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Steps to an Ecology of Mind: Collected Essays in Anthropology, Psychiatry, Evolution, and Epistemology 1st Edition

4.6 out of 5 stars 24 customer reviews
ISBN-13: 978-0226039053
ISBN-10: 0226039056
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Editorial Reviews

About the Author

Mary Catherine Bateson is Clarence J. Robinson Professor Emerita in Anthropology and English at George Mason University and president of the Institute for Intercultural Studies. Her most recent book is Full Circles, Overlapping Lives: Culture and Generation in Transition.

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Product Details

  • Paperback: 565 pages
  • Publisher: University of Chicago Press; 1 edition (March 10, 2000)
  • Language: English
  • ISBN-10: 0226039056
  • ISBN-13: 978-0226039053
  • Product Dimensions: 5.5 x 1.4 x 8.5 inches
  • Shipping Weight: 1.8 pounds (View shipping rates and policies)
  • Average Customer Review: 4.6 out of 5 stars  See all reviews (24 customer reviews)
  • Amazon Best Sellers Rank: #70,989 in Books (See Top 100 in Books)

Customer Reviews

Top Customer Reviews

Format: Paperback
It is unbelievable that this masterpiece has been out of print for so long. I have been looking fruitlessly for a copy for some years, having eventually had to return a loan copy. I am delighted that it is available again.
Organised as a collection of relatively short essays, this has a legitimate claim to be the outstanding book of the 20th century for anyone interested in mind, change, evolution, systems thinking, ecology, epistemology, organisations, therapy and more. Be warned - it can be very dense in places, but the effort is worth it. On the right day it's really stimulating - on a bad day, I'd read something easier!
'Form, Substance and Difference', 'Conscious Purpose versus Nature' and 'The Logical Categories of Learning and Communication' are absolutely central texts for anyone considering how we need to respond to the current world crisis. Other key papers include 'The cybernetics of "Self": A theory of alchoholism' and 'Social Planning and the Concept of Deutero Learning'. If you work in the field of Organisational Development you will probably be familiar with some of the content through the many writers who have built on Bateson's work. Fritjof Capra writes about him a great deal. The original is best though.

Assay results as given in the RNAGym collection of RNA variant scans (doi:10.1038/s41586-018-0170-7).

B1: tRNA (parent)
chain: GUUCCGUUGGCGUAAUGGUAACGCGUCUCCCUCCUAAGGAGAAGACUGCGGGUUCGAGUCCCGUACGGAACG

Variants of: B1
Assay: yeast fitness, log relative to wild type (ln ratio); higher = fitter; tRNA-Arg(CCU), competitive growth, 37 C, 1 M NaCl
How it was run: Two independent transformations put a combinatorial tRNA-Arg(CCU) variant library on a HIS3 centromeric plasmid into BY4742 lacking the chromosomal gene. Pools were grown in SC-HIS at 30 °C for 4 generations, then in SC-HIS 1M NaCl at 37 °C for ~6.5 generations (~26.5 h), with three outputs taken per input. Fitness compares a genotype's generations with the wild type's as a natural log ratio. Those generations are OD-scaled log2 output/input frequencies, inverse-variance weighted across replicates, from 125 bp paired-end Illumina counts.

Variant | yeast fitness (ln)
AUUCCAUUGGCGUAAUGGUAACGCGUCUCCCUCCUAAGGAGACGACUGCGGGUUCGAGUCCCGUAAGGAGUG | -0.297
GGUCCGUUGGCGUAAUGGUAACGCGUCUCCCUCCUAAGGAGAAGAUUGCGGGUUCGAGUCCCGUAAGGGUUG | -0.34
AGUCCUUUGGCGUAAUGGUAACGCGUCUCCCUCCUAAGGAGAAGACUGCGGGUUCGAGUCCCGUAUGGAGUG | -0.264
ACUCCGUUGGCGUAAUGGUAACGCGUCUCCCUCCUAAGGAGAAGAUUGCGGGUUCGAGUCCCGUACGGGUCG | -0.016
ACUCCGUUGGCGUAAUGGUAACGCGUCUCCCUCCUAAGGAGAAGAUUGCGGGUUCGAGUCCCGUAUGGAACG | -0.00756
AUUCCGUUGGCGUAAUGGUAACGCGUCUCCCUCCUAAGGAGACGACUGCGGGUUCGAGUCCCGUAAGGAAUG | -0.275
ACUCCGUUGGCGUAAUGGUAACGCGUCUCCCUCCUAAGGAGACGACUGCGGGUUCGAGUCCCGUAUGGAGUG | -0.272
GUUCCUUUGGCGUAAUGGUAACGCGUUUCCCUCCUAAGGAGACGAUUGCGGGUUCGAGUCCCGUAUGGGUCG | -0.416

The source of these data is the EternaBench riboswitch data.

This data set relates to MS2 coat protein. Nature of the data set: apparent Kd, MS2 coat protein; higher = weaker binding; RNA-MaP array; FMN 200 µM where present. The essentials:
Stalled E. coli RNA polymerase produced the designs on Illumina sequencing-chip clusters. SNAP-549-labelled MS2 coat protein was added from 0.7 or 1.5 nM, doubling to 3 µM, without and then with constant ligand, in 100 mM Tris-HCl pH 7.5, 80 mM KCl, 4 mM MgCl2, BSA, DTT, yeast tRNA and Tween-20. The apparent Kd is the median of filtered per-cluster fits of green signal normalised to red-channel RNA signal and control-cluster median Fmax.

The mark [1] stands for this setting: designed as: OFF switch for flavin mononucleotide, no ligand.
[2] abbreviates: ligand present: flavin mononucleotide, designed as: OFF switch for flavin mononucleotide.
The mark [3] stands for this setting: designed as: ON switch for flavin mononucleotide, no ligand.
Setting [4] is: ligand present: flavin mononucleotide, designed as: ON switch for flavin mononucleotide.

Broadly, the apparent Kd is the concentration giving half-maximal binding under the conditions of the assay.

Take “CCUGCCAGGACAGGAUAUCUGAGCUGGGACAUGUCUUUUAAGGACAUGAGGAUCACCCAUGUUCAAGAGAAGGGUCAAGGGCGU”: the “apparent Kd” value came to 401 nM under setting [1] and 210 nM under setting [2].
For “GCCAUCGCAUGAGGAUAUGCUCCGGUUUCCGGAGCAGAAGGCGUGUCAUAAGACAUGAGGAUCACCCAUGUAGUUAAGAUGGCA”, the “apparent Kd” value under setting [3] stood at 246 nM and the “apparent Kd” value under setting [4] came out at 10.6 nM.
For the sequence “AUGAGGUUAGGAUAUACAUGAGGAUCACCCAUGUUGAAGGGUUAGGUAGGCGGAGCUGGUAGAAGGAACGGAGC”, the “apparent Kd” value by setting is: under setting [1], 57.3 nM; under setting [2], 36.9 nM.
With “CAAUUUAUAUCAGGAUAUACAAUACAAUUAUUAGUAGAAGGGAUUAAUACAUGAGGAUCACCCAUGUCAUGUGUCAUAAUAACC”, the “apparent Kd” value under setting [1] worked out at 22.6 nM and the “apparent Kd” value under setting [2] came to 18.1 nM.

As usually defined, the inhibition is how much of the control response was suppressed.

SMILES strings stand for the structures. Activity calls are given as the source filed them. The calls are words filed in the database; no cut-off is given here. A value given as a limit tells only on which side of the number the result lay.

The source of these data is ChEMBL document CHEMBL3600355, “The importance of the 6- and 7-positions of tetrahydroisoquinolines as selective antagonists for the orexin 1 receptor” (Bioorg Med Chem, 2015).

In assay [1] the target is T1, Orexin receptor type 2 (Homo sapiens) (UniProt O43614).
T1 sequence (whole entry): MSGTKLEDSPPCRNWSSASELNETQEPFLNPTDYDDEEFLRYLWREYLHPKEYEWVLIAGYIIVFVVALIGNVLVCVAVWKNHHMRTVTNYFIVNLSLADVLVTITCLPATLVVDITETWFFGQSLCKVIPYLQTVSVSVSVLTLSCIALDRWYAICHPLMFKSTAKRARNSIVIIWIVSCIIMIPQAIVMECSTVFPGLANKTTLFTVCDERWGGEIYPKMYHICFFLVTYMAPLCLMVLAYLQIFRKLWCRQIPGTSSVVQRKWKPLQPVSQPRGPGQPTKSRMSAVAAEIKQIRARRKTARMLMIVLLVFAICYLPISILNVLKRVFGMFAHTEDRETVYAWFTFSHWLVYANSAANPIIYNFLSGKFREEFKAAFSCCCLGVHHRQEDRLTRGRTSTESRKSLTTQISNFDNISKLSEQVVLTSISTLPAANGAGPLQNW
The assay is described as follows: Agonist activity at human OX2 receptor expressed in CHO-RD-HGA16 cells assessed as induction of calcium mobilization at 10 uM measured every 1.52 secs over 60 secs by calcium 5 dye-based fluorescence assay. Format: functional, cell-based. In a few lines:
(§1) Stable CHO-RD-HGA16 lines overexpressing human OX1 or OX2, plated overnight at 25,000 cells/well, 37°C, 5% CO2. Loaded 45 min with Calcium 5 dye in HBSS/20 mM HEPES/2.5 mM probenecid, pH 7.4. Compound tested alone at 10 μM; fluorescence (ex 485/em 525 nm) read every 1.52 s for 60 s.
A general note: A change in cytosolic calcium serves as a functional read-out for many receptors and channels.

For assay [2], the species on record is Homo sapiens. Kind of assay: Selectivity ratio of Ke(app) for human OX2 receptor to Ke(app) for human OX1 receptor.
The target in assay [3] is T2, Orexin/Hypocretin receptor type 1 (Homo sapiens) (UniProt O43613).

The fact that it is back in print is tremendous. How can something this good have been out of print for so long?
David Ballard
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By Zentao on November 3, 2000
Format: Paperback
It's unfortunate that Bateson died before postmodern thought really made it over the Atlantic since it appears he was quite concerned about many of the old views held by North American philosophers. The chapters concerning contextualization and language use echo what Foucalt, Lyotard and Derrida have been trying to get across except Bateson really managed to put these ideas into somewhat more accessible form.
Bateson was around for the beginnings of information theory and cybernetics and again, he was probably very disappointed in their state when he died. However, if one now looks at what people like Perlovsky and Chaitin have worked on one may begin to see that science is finding more and more problems with maintaining even the idea of objectivity.
In particular, if one looks at the work of Wilson ("Spikes, Decisions, and Actions") and Prigogine then the theory of objectivity within the physical world comes falling down. The only book close to giving a complete overview like Bateson managed is Jantsch's "Self-Organizing Universe", now out of print.